# Distinctions among the concepts: mass, matter, energy

• I
Gold Member
I started this thread because I was much confused by the post
in a thread which was closed before I could seek clarification there. I am hopeful that @PeterDonis, and/or others, will help me here.

Peter responded the following:
Which means that first you need to define what you mean by "matter" and "energy". (Also, the OP did not say "matter"; he said "mass". They're not the same.)​
You want to understand the earliest state of the universe in terms of the matter and/or energy present at that time.​

I had previously posted the following which in it’s context I thought would serve as a definition for “matter”.
1. Two photons will collide with each other, and each collision will produce a pair of some other kind of particle: (a) matter particles, i.e. particles with mass; (b) particles without mass that are carriers of some other form of energy than EM, e.g. gluons. The pair will be the anti-particles of each other.​

Let me clarify my intended definition of “matter” here.
Matter consists of particles which have mass.​
Is this a definition which professional physicists would find acceptable? If not, why not?

Since the mass of each particle does not vary with velocity, given a specific volume of space at a fixed time, the total quantity of mass in a volume of space is the sum of all the individual masses of the particles in that space. Is this correct? If not, why not? (Before answering, please read the following.)

I am aware of a possible ambiguity. Wikipedia says
A proton is a subatomic particle, symbol p or p+, with a positive electric charge of +1e elementary charge and mass slightly less than that of a neutron.​
Now I may well be mistaken about the following.
A proton consists of three quarks together with some gluons so that the combination is stable. Quarks have mass (although Wikipedia does not give any specific mass) but at the present time it is accepted that gluons have zero mass (although Wikipedia gives a experimentally determined maximum mass of 1.3 MeV/c2).​
If this is correct, then I would expect that the mass of a proton would equal the mass of the quarks plus the mass equivalent of the energy (relative to the rest frame of the proton) carried by the quarks and gluons. If this is correct then the definition of “the total quantity of mass in a volume of space” would need to be modified as follows:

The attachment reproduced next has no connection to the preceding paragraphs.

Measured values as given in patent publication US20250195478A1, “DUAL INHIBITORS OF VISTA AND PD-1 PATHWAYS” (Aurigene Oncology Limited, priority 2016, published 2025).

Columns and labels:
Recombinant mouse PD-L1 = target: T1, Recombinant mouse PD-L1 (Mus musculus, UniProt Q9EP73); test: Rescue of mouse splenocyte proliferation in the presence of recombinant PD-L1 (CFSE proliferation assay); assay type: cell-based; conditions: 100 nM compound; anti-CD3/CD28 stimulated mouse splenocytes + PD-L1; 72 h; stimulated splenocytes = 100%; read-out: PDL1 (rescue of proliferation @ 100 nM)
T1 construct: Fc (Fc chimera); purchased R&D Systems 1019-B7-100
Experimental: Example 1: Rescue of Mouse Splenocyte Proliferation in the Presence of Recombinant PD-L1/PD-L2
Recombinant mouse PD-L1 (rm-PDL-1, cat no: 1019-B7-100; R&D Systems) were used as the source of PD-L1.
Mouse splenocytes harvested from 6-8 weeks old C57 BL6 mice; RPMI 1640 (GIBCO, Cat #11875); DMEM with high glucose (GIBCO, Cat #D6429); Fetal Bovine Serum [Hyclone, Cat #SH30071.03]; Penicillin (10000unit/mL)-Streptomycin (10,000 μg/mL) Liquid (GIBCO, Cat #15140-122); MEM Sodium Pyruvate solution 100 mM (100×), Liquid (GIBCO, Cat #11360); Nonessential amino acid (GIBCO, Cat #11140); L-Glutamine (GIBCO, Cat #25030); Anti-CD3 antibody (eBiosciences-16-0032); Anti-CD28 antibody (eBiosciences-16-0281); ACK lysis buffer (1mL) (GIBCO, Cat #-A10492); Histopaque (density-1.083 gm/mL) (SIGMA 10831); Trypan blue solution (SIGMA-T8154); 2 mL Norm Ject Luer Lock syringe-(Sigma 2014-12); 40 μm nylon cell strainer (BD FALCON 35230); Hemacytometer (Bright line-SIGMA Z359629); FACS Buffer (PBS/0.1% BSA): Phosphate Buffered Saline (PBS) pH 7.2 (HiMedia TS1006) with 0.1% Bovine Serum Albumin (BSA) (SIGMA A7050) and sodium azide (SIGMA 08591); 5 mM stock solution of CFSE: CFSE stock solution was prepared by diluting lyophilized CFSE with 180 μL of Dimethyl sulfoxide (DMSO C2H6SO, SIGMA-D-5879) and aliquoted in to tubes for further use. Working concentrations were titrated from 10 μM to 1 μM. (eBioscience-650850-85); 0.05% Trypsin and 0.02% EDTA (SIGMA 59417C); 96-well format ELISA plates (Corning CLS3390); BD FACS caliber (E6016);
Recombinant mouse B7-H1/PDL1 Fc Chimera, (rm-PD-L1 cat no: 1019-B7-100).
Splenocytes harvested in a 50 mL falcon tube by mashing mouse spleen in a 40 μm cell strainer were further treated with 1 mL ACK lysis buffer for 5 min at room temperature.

The total quantity of mass in a volume of space is the sum of the individual masses of all the fundamental particles in that space.​
In the closed thread I gave the following definition for “fundamental”.
By fundamental, I mean that each of these particles does not consist of any combination of smaller particles.​

Regarding the definition of “energy”.
I understand that a word may well have a different meaning in a different context. Merriam-Webster gives four definitions
of which only the third seems to be a common usage in physics.
a fundamental entity of nature that is transferred between parts of a system in the production of physical change within the system and usually regarded as the capacity for doing work​
Wikipedia gives
In physics, energy is the property that must be transferred to an object in order to perform work on, or to heat, the object. It can be converted in form, but not created or destroyed.​
Personally I find here that Merriam-Webster is more useful than Wikipedia. Perhaps someone can provide a reference that gives a definition for “energy” that would be acceptable to all professional physicists.

In the following parts of the referenced post, I think Peter misunderstood that I was attempting to describe the matter-energy nature of the stuff present in the early universe, and specifically did not want to “ignore” the fact that the quantity of matter was negligible compared to the quantity of energy.

Buzz Bloom said: I think it reasonable to also say that a photon is a non-matter particle that is the carrier of electromagnetic energy (EM).​

This is reasonable, but it is also reasonable when talking about the early universe to ignore the matter/non-matter distinction altogether and just talk about the various particles and their properties. This is particularly relevant in the early universe since the key distinction that makes cosmologists adopt the term "matter" only for certain particles in the present universe--the fact that "matter" is cold (i.e., its kinetic energy is negligible compared to its rest energy)--is not present in the early universe (see below).​

Buzz Bloom said: The mass equivalent of the average EM energy carried by a photon during this period is greater than than the largest mass of any of the other particles. The way you are stating this is misleading.​

A better statement would be that the average temperature of the universe (which means the average energy of everything, not just photons) was much larger than the rest mass of any of the particles. Which means all of the particles can be treated as highly relativistic and their rest masses can be ignored in most calculations. (Even this glosses over some important issues like the electroweak phase transition.)​